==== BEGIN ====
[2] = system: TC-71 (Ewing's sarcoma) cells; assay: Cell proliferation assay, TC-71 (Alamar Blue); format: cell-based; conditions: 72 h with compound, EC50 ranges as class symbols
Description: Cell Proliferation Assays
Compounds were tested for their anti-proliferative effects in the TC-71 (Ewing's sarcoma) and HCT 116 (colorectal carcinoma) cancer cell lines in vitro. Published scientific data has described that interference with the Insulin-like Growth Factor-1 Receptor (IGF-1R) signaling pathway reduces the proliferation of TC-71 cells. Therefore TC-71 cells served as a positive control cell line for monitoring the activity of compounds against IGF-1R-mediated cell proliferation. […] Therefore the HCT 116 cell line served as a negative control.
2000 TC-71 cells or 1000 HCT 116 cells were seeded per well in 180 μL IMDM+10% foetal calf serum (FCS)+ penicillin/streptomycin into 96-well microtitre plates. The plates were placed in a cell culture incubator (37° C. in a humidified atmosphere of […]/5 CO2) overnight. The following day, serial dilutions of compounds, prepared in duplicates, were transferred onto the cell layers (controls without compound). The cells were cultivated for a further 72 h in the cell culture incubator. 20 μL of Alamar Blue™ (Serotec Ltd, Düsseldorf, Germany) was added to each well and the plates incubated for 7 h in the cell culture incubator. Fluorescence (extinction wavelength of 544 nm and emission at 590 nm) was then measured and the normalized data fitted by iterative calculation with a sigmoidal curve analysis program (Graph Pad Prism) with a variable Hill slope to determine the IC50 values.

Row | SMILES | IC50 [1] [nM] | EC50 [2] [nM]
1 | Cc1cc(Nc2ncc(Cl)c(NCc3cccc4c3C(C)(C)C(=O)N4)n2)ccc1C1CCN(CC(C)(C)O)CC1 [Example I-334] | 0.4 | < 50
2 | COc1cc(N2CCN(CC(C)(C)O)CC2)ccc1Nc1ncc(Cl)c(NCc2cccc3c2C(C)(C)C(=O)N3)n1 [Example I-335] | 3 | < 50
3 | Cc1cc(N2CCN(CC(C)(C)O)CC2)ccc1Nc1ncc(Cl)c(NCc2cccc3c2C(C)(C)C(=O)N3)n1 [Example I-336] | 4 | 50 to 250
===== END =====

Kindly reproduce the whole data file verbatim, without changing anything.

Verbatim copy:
[2] = system: TC-71 (Ewing's sarcoma) cells; assay: Cell proliferation assay, TC-71 (Alamar Blue); format: cell-based; conditions: 72 h with compound, EC50 ranges as class symbols
Description: Cell Proliferation Assays
Compounds were tested for their anti-proliferative effects in the TC-71 (Ewing's sarcoma) and HCT 116 (colorectal carcinoma) cancer cell lines in vitro. Published scientific data has described that interference with the Insulin-like Growth Factor-1 Receptor (IGF-1R) signaling pathway reduces the proliferation of TC-71 cells. Therefore TC-71 cells served as a positive control cell line for monitoring the activity of compounds against IGF-1R-mediated cell proliferation. […] Therefore the HCT 116 cell line served as a negative control.
2000 TC-71 cells or 1000 HCT 116 cells were seeded per well in 180 μL IMDM+10% foetal calf serum (FCS)+ penicillin/streptomycin into 96-well microtitre plates. The plates were placed in a cell culture incubator (37° C. in a humidified atmosphere of […]/5 CO2) overnight. The following day, serial dilutions of compounds, prepared in duplicates, were transferred onto the cell layers (controls without compound). The cells were cultivated for a further 72 h in the cell culture incubator. 20 μL of Alamar Blue™ (Serotec Ltd, Düsseldorf, Germany) was added to each well and the plates incubated for 7 h in the cell culture incubator. Fluorescence (extinction wavelength of 544 nm and emission at 590 nm) was then measured and the normalized data fitted by iterative calculation with a sigmoidal curve analysis program (Graph Pad Prism) with a variable Hill slope to determine the IC50 values.

Row | SMILES | IC50 [1] [nM] | EC50 [2] [nM]
1 | Cc1cc(Nc2ncc(Cl)c(NCc3cccc4c3C(C)(C)C(=O)N4)n2)ccc1C1CCN(CC(C)(C)O)CC1 [Example I-334] | 0.4 | < 50
2 | COc1cc(N2CCN(CC(C)(C)O)CC2)ccc1Nc1ncc(Cl)c(NCc2cccc3c2C(C)(C)C(=O)N3)n1 [Example I-335] | 3 | < 50
3 | Cc1cc(N2CCN(CC(C)(C)O)CC2)ccc1Nc1ncc(Cl)c(NCc2cccc3c2C(C)(C)C(=O)N3)n1 [Example I-336] | 4 | 50 to 250